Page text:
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Meat Cooking Methods
The general term Meat, poultry is included with beef,veal,lamb and pork.
Some form of meat should be served at least once a day unless their is specific reason for its inclusion from diet.
The importance of careful handling and refrigeration of meat cannot be overestimated,for very high bacterial counts have been reported such as sausages and hamburgers,where the meat is carelessly handled (soiled hands,dirty meat grinder,etc).
Meat in general should be stored loosely covered with paper in the refrigerator as soon as it comes from the market.
2 Basic Methods of Cooking Meat
- Dry heat (Oven roasting,oven broiling,pan broiling and pan frying)-tender cuts of meat do not require moisture and long, slow cooking. They are usually cooked with a dry heat method, including:
- pan-frying, and
- Moist heat (braising,pot roasting,stewing).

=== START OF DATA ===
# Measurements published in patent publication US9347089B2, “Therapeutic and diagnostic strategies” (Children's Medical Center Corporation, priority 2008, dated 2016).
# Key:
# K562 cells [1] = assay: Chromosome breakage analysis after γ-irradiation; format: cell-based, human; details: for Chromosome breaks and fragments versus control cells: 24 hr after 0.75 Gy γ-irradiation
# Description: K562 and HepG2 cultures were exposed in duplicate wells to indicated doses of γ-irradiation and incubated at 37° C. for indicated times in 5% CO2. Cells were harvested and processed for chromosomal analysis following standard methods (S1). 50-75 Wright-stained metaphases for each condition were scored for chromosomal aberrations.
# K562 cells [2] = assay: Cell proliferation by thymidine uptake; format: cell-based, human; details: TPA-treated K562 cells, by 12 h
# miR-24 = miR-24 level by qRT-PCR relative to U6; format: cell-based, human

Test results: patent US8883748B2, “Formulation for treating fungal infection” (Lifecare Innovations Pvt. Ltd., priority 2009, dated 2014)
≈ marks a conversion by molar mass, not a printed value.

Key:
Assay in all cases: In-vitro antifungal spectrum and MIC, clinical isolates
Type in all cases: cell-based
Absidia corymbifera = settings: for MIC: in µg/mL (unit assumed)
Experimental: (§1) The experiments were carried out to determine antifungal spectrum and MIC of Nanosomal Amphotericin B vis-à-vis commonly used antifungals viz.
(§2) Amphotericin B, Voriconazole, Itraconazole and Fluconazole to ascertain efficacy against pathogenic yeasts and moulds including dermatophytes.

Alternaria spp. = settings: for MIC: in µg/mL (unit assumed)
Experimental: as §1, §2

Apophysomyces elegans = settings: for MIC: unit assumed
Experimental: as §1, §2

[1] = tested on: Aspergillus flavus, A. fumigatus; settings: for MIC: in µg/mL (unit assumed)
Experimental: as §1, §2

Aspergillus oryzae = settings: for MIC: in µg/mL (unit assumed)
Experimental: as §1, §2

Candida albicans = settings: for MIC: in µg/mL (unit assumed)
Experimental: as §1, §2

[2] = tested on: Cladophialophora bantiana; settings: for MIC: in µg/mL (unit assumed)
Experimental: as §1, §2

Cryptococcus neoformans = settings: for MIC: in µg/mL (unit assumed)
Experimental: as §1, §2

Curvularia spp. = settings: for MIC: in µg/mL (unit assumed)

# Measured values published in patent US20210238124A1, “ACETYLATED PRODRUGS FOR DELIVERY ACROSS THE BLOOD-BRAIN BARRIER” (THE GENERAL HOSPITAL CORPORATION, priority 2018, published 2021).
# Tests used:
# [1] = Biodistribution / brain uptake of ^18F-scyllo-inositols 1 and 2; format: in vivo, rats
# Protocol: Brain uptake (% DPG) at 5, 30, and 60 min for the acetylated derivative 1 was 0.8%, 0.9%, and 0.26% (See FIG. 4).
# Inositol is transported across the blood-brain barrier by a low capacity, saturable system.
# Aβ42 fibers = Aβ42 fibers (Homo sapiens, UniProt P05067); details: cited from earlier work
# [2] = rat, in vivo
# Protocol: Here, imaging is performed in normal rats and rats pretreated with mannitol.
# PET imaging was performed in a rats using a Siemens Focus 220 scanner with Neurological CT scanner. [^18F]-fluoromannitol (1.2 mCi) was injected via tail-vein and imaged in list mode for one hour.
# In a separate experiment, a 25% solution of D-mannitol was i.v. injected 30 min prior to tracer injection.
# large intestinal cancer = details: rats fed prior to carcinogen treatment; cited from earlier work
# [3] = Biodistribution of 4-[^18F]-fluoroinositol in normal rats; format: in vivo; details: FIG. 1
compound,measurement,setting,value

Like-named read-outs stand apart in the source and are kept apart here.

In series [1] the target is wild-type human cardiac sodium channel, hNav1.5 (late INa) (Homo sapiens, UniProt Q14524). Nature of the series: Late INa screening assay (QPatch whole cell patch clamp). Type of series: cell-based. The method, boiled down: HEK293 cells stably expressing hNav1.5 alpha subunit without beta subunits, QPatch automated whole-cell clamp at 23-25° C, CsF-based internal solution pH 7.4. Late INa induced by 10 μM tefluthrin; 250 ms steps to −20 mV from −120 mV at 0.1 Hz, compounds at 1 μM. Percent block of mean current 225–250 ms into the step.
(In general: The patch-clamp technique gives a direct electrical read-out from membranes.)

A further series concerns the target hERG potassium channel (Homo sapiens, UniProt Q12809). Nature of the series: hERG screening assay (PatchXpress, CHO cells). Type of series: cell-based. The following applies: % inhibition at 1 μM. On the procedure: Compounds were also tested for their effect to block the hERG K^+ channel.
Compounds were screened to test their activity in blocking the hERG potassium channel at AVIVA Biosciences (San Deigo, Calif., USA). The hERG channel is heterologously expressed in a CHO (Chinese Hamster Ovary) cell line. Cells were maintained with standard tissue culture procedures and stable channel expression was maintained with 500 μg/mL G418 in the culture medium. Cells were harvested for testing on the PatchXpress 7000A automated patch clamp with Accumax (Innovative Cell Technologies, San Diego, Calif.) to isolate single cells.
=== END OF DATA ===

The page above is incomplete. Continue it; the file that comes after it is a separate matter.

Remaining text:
It is important to select the proper cooking method for the cut of meat.
Less tender cuts of meat require moist heat cooking methods to help break down the tough connective tissues.
Moist heat cooking means moisture is added to the meat and the meat is cooked slowly over a long time; it includes:
- braising, and
- cooking in liquid, such as stews or other slow cooker recipes.
The method chosen to cook a certain cut of meat should relate directly to the inherent tenderness of that cut. Tenderness is determined by:
- where on the animal the meat comes from,
- the degree of marbling,
- the age of the animal,
- how the meat was stored, and
- how the meat was prepared for market.
- help brown the skin.
Proper Cooking Methods
In general, cuts from the loin section are the most tender; the farther away from this section the less tender the meat will be.
Roasting is a cooking method in which meat is surrounded and cooked by heated air, usually in an oven. Meat is not covered and no water is added. Follow these steps: